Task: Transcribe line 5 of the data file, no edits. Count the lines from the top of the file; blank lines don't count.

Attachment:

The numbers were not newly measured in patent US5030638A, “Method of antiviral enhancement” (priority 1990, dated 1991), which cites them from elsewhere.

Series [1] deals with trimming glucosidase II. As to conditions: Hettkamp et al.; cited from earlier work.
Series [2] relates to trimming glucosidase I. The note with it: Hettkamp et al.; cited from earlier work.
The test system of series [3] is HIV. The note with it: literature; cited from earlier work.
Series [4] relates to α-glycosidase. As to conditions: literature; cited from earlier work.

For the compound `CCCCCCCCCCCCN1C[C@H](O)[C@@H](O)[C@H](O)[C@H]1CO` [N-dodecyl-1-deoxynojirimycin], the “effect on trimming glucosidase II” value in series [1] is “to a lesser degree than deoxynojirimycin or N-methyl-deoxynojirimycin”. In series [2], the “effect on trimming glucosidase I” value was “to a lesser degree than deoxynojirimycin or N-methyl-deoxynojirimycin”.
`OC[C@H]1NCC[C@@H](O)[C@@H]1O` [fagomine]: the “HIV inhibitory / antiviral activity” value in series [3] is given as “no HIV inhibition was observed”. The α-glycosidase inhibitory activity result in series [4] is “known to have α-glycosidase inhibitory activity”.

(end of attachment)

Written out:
Series [4] relates to α-glycosidase. As to conditions: literature; cited from earlier work.